• One needed to believe gross margins would remain flat at 73% for the rest of time. With the potential to raise prices over time, and our expectation for much higher rates of revenue growth than are being implied by the market, we believe that there is room for gross margin expansion. In other words, the expectation for gross margins to remain flat was too conservative.
  • Operating earnings
    • At $52/sh, the market was expecting earnings growth of less than 5%. We view this as unhinged from reality. For some context, 51job managed to grow earnings by 42% YoY in FY17. With our view that revenues should grow strongly in the future, we believe it is highly likely that 51job will be able to achieve operating leverage, particularly on its general and administrative expenses which are unlikely to grow as fast as revenues.

On a view that considers purely the fundamentals, 51job is demonstrably cheap. However, as was alluded to above, there are non-fundamental factors that can whipsaw a share price, and these can be especially difficult to identify before they are set in motion. The Montaka team is of the belief that non-fundamental factors are playing a prominent role in depressing 51job’s share price.

We have witnessed outflows from many exchange-traded funds (ETFs) that hold JOBS, precipitating indiscriminate selling of JOBS as these ETFs have to sell to meet redemptions. Said another way, there is selling activity occurring that is decoupled from, and ignorant of the fundamentals of 51job. Exacerbating this is the relative illiquidity of JOBS, and the difficulty in absorbing sell orders arising from these ETF outflows, putting downward pressure on the share price. My colleague Chris Demasi has previously written on this topic.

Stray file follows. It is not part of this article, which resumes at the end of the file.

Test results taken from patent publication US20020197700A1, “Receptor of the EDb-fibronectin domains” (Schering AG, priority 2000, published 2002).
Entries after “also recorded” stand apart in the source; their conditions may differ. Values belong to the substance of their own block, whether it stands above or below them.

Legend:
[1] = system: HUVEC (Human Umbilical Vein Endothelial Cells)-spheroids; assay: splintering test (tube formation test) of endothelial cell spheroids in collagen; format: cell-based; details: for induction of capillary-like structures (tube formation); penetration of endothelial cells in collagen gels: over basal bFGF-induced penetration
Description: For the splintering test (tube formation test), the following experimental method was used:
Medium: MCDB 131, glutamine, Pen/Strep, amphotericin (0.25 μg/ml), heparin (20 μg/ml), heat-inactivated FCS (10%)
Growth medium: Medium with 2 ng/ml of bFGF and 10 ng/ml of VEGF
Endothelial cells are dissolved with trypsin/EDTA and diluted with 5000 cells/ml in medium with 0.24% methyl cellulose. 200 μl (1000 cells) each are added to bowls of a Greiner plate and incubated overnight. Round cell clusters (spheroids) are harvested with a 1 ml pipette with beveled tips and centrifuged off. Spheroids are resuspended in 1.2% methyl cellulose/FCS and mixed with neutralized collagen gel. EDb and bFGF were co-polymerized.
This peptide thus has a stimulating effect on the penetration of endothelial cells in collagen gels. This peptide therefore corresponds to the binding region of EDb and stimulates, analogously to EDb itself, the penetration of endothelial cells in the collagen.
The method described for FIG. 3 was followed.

Over time, non-fundamental trading activity should wash out, and we invest on the premise that longer term the growth in a company’s stock price should mirror the fundamentals of the underlying business. We took the opportunity to add to our 51job position significantly before the Q3 2018 earnings result. The stock is currently up around 9% from its post-result stock price close, and is now up over 30% from its 52-week low in late October. We continue to believe 51job is very cheap, and we await an environment where fundamentals take over, and once again become the key driver of stock prices.

Montaka owns shares in 51job (Nasdaq: JOBS)

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George Hadjia is a Research Analyst with Montaka Global Investments. To learn more about Montaka, please call +612 7202 0100.

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Our Montaka Active Extension strategy strives for maximised return over the long-term. Owning the Montaka long portfolio typically scaled up to approximately 130 percent - and the Montaka short portfolio typically scaled down to approximately 30 percent – this strategy results in a net market exposure of approximately 100 percent most of the time.

Our Montaka variable net strategy strives for significant downside protection – but with minimal upside reduction. Focused on owning the world’s great and growing businesses when they are undervalued, while managing a portfolio of short positions in businesses that are deteriorating, misperceived, and overvalued, this strategy is our flagship long-short

Our Montgomery Global strategy strives to act as a core, high conviction, global portfolio holding. Consistent with the long portfolios in our Montaka strategies, this offering is focused on owning the world’s high quality, undervalued businesses – and cash when appropriate – to outperform its benchmark. Branded as “Montgomery Global” in Australia to reflect a key.